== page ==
In recent months there has been no escape from the numbers representing the toll taken on life and lives by the pandemic: those facts and figures regularly appear on the cable news outlets – and in the UDC. Sports channels have had few scores to scroll across the bottom of my TV screen; but any time I tune into or flip past CNBC, the same screen immediately fills with all manner of graphs and digits.
It all makes scant difference to me. I am simply not a numbers person. My mind spends almost every waking moment – and some of the sleeping ones, too – immersed in letters and words. Should a random integer somehow seep into my consciousness, my eyes glaze over and my brain shifts into neutral. So I was taken by complete surprise last week when I ran into a bunch of numerals that actually piqued my interest.
Although cooking ranks second, right after numbers, on my list of personal weaknesses, I do occasionally indulge in the culinary arts by watching Bobby Flay or one of the Top Chef contestants whip up epicurean delights from ingredients pretty much unavailable in a typical grocery store. It was by pure happenstance, then, that I heard an Italian chef mention the existence of 1200 shapes of pasta: finally, a statistic I could sink my teeth into – so to speak – one that practically begged to be googled.
The lady’s claim was essentially borne out – with the usual stipulations and exceptions, of course. There are actually 300+ noodle configurations, many with multiple names based on regionality; simple multiplication then brings us to the original 1200 figure. And all those shapes are grouped into the pasta categories of long, short, and stuffed.
Of course, the non-existence of Italian heritage in my family tree precludes personal knowledge or handed-down recipes involving any more than the basic forms of lasagna, spaghetti, ravioli, or egg noodles. I did learn, however, as I clicked through names like vermicelli, linguine, manicotti, penne, bowties, and beyond, that pasta shapes are specifically designed to hold and highlight their accompanying sauces appropriately and deliciously.
Be that as it may, the ramifications of the original statistic still fascinate me – I certainly will view my next mac & cheese dish with a more informed palate. As for the multitude of names, I have to agree with that old Italian adage: One man’s gnocchetto is another man’s strascinato.
I trooped valiantly on, ignoring my developing hunger pangs, to digitally explore a similar statement about bread in Germany. America’s paltry fifty kinds of bread produced by a meager 9000 bakeries is simply no match for the corresponding information from my European home-away-from-home. I mean, there are 600 types of bread – not to mention 1200 sorts of pastries and rolls – from 17,000 stand-alone bakeries and 10,000 in-store bakeries. I ask, where is the comparison?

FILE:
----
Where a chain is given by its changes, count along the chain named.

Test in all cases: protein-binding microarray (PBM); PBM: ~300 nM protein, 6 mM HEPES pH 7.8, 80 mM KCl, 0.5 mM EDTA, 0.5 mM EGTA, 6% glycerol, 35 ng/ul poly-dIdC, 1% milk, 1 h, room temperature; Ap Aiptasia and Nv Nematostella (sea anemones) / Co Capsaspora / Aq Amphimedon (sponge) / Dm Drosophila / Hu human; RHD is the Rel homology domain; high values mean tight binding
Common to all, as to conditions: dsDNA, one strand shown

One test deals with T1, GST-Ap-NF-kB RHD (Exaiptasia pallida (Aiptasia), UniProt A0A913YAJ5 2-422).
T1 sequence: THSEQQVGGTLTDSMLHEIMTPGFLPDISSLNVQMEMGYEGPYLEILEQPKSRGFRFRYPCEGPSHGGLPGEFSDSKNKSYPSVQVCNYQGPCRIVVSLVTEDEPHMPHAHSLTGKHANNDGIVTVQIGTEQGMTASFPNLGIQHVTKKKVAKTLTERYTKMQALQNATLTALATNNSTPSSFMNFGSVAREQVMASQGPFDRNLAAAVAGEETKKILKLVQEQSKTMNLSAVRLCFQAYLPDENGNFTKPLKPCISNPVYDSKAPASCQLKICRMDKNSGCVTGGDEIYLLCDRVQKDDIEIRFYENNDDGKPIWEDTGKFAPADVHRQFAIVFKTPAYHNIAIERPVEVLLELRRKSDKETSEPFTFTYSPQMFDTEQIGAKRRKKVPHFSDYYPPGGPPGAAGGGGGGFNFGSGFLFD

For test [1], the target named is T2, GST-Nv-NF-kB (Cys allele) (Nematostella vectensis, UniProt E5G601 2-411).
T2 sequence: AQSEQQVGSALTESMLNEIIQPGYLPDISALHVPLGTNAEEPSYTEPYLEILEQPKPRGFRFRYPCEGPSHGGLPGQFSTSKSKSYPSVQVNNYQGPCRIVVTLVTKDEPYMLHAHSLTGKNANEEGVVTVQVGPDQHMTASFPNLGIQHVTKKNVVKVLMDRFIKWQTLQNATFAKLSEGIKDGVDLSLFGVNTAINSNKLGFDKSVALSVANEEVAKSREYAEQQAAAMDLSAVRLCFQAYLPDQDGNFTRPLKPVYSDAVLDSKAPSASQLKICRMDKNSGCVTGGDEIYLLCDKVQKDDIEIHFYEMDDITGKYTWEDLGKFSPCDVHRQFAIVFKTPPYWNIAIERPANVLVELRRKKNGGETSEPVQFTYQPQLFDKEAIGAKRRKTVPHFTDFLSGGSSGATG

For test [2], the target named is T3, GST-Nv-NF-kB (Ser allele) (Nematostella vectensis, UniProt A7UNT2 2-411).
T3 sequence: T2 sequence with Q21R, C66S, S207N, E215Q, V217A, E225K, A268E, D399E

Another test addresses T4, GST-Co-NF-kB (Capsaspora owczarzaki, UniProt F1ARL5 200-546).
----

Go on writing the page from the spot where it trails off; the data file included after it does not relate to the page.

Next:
My mouth watering, I further discovered the categories of German breads are largely based on types of grain: rye, wheat, whole grain, and specialty breads. As with Italian pasta, regional names cause overlap. For example, I long ago learned my beloved German rolls known as Brötchen in northern and central Germany are referred to in the south as Semmeln.
Regardless of name, type, or category, I still prefer the variety and texture and color of German bread over my own national baked goods. In fact, it takes me more than a couple of weeks to consume most of a loaf of multigrain bread from the local supermarket. On the other hand, a simple slice of firm black bread or grain-encrusted Vollkornbrot covered with a layer of unsalted butter is a delicacy nowadays rarely available to me.
To divert my attention from my growling stomach, I turned to the numerical aspect of another endlessly fascinating topic: the names people give their children. In 2018 the top ten names for each gender included Liam, Noah, William, James, Oliver, Benjamin, Elijah, Lucas, Mason, Logan and Emma, Olivia, Ava, Isabella, Sophie, Charlotte, Mia, Amelia, Harper, Evelyn. The list seems much more conventional than I would have expected – with nary a trendy Tristan, Tessa, or Trevor to be found.
By the way, the source of the aforementioned list is the Social Security Administration, which annually releases the names from the preceding year on the Friday before Mother’s Day. This year, however, officials postponed the announcement “out of respect and honor” for those affected by COVID-19.
And there is one other little name tidbit. Over the past century, Michael has been the most popular boy’s name, appearing in the first spot 44 times. For baby girls, Mary has topped the list 37 times.
Before I headed to the kitchen for a snack, I could not resist checking for a few more number-based facts of the intriguing kind. I found that at public universities in France, average yearly tuition costs $190. The longest wedding veil ever worn measured 23,000 feet, a whopping 63½ football fields. The typical American high school graduate will have taken approximately 100 mandatory standardized tests since preschool days. Collectively, Americans receive 2.5 billion robocalls each month.
Now, as I try to stave off starvation with a less-than-spectacular piece of soft American brown bread spread with salted butter, I feel my fleeting fascination for numbers fading fast. One last item of trivia, in fact, contains no numbers: Queen Elizabeth owns all the swans in England…
Shirley Scott, a 1966 graduate of Graham High School, is a native of Champaign County. After receiving degrees in English and German from Otterbein College, she returned to GHS in 1970 where she taught until retiring in 2010. From 1976-2001 she coordinated the German Exchange Program with the Otto-Hahn-Gymnasium in Springe.